The Government worked out the list of approved courses based on areas of skills shortages. So if there are jobs going in construction, then courses that cover that are given a tick.

But Rod Camm from the Australian Council of Private Education and Training said it’s “impossible” for governments to guess what jobs young people will have in the future.

“Young people today should expect 15 to 20 jobs in their career. We can train for today, we know the jobs of today, but ultimately you want adaptability,” he said.

Will it actually save $$$?

John Henningham has run JSchool, which teaches journalism skills in Brisbane, for more than 20 years. The cost of his one year diploma is around $19,000 – roughly the same amount that journalism graduates would expect to pay for a three year uni course.

The difference is that the Government subsidises the cost of your degree, but doesn’t subsidise the cost of diplomas for institutions like John’s.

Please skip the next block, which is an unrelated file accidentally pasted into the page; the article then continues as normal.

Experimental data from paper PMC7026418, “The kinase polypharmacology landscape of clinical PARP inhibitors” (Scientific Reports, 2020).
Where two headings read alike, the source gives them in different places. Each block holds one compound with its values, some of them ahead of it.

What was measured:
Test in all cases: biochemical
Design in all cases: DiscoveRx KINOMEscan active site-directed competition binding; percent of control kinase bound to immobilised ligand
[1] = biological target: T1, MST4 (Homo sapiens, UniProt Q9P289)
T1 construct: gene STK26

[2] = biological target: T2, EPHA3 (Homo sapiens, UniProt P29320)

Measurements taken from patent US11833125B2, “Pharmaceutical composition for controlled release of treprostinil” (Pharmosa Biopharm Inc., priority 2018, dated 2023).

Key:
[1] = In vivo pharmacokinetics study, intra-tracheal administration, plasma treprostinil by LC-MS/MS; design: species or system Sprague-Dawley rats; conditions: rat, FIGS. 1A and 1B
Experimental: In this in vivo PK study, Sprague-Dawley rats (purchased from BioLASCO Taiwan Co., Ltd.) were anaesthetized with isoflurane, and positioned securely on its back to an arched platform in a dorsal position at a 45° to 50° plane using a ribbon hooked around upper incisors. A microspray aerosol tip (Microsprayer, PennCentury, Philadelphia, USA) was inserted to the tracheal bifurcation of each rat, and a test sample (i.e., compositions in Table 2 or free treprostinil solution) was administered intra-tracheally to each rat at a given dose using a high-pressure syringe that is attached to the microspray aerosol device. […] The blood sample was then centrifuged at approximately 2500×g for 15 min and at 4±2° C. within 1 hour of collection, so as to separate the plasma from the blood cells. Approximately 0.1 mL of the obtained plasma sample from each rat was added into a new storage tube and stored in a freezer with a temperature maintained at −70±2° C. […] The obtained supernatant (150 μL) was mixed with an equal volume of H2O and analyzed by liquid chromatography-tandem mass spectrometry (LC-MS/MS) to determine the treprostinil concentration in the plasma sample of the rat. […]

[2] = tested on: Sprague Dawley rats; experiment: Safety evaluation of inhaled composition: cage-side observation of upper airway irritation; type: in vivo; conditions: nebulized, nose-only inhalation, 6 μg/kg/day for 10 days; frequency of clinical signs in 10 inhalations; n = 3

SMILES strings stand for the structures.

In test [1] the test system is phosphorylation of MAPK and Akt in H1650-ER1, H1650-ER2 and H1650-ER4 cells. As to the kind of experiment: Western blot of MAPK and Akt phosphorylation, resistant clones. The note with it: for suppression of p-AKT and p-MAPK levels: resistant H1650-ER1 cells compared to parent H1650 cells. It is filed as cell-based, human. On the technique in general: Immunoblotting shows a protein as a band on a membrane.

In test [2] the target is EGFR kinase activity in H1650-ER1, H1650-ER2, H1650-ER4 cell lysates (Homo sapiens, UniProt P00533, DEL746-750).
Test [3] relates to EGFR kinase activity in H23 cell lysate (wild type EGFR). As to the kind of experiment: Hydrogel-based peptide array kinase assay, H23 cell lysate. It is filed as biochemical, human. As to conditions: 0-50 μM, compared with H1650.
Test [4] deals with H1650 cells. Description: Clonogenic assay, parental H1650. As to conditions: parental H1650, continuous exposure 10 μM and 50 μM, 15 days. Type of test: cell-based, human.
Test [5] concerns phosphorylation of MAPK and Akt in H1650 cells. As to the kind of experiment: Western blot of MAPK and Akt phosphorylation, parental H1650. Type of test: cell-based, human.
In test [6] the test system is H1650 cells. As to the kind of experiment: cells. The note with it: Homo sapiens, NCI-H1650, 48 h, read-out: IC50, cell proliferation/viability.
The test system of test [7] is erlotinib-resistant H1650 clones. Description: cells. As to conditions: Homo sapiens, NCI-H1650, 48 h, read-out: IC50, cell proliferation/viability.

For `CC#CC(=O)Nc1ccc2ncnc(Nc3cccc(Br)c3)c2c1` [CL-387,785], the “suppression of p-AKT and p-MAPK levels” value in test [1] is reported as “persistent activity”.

“Many think that their HECS is the cost of their degree, but of course that’s only 50 per cent or less of the cost, and the Government makes up the difference,” he said.

“This policy is very discriminatory because many of the courses students can do at university they’re now not able to do in a vocational framework,” he said.

Rodd Camm agrees.

While it’s too early to tell if people are leaving the VET sector in favour of universities, Rod says there’s definitely been a massive slump in the number of students enrolling in the sector since the Government announced its course eligibility criteria.

“At the diploma and advanced diploma level it’s almost unprecedented how much they [enrolments] have reduced.”

At the height of the VET FEE system in 2015, the Government forked out $2.9 billion for student loans. The first half of this year, they only spent $78 million.

The Government reckons it won’t get all of that back, either. It estimates about $1.2 billion in VET student loans will never be recovered.

Hack asked Social Services Minister Christian Porter, Education Minister Simon Birmingham and Assistant Minister for Vocational Education Karen Andrews for comment on this story, but did not receive a response by the time of publication.

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Author –Shalailah Medhora